Do you have the planning, design or the economic acumen to create a comprehensively sustainable development?
Do you like working in multi-disciplinary settings and learning from your colleagues?
If so, then please consider joining us this Friday for an information session on the Urban Land Institute’s recently announced 2012 Gerald D. Hines Student Urban Design Competition. Compete to design an innovative built environment as a multi-disciplinary team and try your luck at winning the $50,000 prize!
All students currently enrolled in their last year of undergraduate studies or a graduate program in architecture, landscape architecture, urban design, real estate, business or urban planning at any university are invited to attend the introduction session at the CUDC on Friday Nov 4th and meet other interested students to form your winning team!
ULI Competition Intro Session
Friday, November 4
12 - 1 PM
CUDC Conference Room
1309 Euclid Ave., Suite 200
Cleveland (Playhouse Square)
More information on the ULI competition can be found at http://www.udcompetition.org/
Please contact the CUDC for more information on the Intro Session at (216) 357-3434 or firstname.lastname@example.org
PLEASE NOTE: Application deadline has passed - we are no longer accepting resumes.
The Cleveland Urban Design Collaborative (CUDC) is currently seeking applicants for an Urban Designer position. The Urban Designer will be an emerging design practitioner with a deep commitment to working with community groups and public involvement in the design process. He or she will be involved in all aspects of the CUDC’s operations, working closely with CUDC staff on community design projects, research efforts, and technical service contracts. The successful candidate will hold an advanced degree in landscape architecture, architecture or planning, and have 2-3 years of professional experience in urban design or a closely related field. Strong graphic presentation skills, including hand drawing and digital methods, are essential. Knowledge of advanced computer applications and an interest in urban design teaching at graduate or undergraduate level are preferred, as well as a record of project work and/or research publication.
The Urban Designer will be a full-time employee of Kent State University, with a full benefit package. This is an administrative position, which does not include the possibility of tenure. Salary is dependent upon qualifications.
To apply for the position, please visit Kent State University’s Employment site here and search for position number 990632.
The Cleveland Urban Design Collaborative (CUDC) is a community design and research division of the College of Architecture and Environmental Design (CAED) at Kent State University. Based in a new facility in downtown Cleveland, the CUDC provides technical design assistance to communities throughout the northeast Ohio region, conducts research into urgent and emerging areas of design practice, and offers a variety of public education and design advocacy programs. CUDC staff participate in the graduate level architecture and urban design curriculum for the CAED, including studios and seminar courses that convene at the CUDC’s Cleveland facility.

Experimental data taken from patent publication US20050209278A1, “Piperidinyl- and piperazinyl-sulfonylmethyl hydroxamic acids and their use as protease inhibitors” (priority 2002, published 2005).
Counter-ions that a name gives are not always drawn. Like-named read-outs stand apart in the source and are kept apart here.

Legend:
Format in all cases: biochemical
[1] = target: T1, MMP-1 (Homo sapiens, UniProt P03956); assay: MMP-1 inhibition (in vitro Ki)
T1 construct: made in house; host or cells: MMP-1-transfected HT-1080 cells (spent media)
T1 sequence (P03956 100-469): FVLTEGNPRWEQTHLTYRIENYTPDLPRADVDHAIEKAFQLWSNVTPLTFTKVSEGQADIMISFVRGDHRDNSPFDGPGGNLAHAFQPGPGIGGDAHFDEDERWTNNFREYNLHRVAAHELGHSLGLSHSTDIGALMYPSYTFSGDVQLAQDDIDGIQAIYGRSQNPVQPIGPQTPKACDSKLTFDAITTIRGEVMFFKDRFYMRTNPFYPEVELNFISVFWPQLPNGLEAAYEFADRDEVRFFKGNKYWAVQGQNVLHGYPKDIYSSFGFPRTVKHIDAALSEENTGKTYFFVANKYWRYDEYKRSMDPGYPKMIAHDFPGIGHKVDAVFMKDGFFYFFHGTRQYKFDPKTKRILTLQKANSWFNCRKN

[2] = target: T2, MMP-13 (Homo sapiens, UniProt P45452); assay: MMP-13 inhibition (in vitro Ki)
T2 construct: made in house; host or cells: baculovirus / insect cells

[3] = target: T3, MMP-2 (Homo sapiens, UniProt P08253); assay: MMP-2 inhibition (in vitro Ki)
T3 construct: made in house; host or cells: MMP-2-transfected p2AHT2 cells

For additional information, please contact the CUDC at 216.357.3434 or email@example.com.
Thanks to all those that participated in this year’s community design charrette, which took place in Cleveland’s EcoVillage neighborhood this past week (Oct 22-26, 2011). The CUDC staff and students worked closely with neighborhood residents and stakeholders, including Councilman Matt Zone and staff from Detroit Shoreway Community Development Organization, to assess community priorities, then develop design proposals that range from long-term visions to immediately implementable actions (see the presentation from the second Public Meeting below).
We were also fortunate to have eight students from Ball State University’s Master of Urban Design program work along side us for the busy weekend, led by their instructor Bruce Race. The Ball State students brought diverse backgrounds in landscape architecture, planning, as well as architecture, to the charrette, which served the collaborative process very well. Our Kent State students enjoyed the interaction with fellow urban design majors, so we hope to return the favor with a visit to Indianapolis sometime in the near future. The interdisciplinary approach to a community charrette is an area of interest we’re keen on exploring further.
Incorporating feedback from the second public meeting, the CUDC will create a charrette report, documenting the design process and clearly communicating the proposals developed over the intense three day work session. We’ll make the final report available to the public and neighborhood residents once it’s complete. Based on what we heard from community members and local leaders, there’s a strong sense of optimism around the feasibility of the recommendations and an excitement to get started. Check out a recap of the charrette from the perspective of an EcoVillage resident on The Thrifty Bon Vivant blog.